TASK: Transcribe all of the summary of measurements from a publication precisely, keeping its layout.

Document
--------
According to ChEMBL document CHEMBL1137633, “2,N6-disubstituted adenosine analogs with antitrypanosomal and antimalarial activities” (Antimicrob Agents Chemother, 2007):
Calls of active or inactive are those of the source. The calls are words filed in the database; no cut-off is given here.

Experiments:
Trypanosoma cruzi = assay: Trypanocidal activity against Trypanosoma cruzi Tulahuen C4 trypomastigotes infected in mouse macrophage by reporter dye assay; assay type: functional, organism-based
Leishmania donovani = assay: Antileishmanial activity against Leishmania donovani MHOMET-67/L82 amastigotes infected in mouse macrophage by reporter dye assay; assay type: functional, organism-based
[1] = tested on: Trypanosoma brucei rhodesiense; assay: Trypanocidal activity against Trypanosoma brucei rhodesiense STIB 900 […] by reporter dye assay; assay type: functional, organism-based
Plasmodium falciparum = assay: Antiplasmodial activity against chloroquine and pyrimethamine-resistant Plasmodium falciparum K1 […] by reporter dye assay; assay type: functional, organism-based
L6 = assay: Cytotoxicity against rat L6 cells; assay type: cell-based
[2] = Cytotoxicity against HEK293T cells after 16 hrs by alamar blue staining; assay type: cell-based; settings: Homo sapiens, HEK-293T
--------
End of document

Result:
According to ChEMBL document CHEMBL1137633, “2,N6-disubstituted adenosine analogs with antitrypanosomal and antimalarial activities” (Antimicrob Agents Chemother, 2007):
Calls of active or inactive are those of the source. The calls are words filed in the database; no cut-off is given here.

Experiments:
Trypanosoma cruzi = assay: Trypanocidal activity against Trypanosoma cruzi Tulahuen C4 trypomastigotes infected in mouse macrophage by reporter dye assay; assay type: functional, organism-based
Leishmania donovani = assay: Antileishmanial activity against Leishmania donovani MHOMET-67/L82 amastigotes infected in mouse macrophage by reporter dye assay; assay type: functional, organism-based
[1] = tested on: Trypanosoma brucei rhodesiense; assay: Trypanocidal activity against Trypanosoma brucei rhodesiense STIB 900 […] by reporter dye assay; assay type: functional, organism-based
Plasmodium falciparum = assay: Antiplasmodial activity against chloroquine and pyrimethamine-resistant Plasmodium falciparum K1 […] by reporter dye assay; assay type: functional, organism-based
L6 = assay: Cytotoxicity against rat L6 cells; assay type: cell-based
[2] = Cytotoxicity against HEK293T cells after 16 hrs by alamar blue staining; assay type: cell-based; settings: Homo sapiens, HEK-293T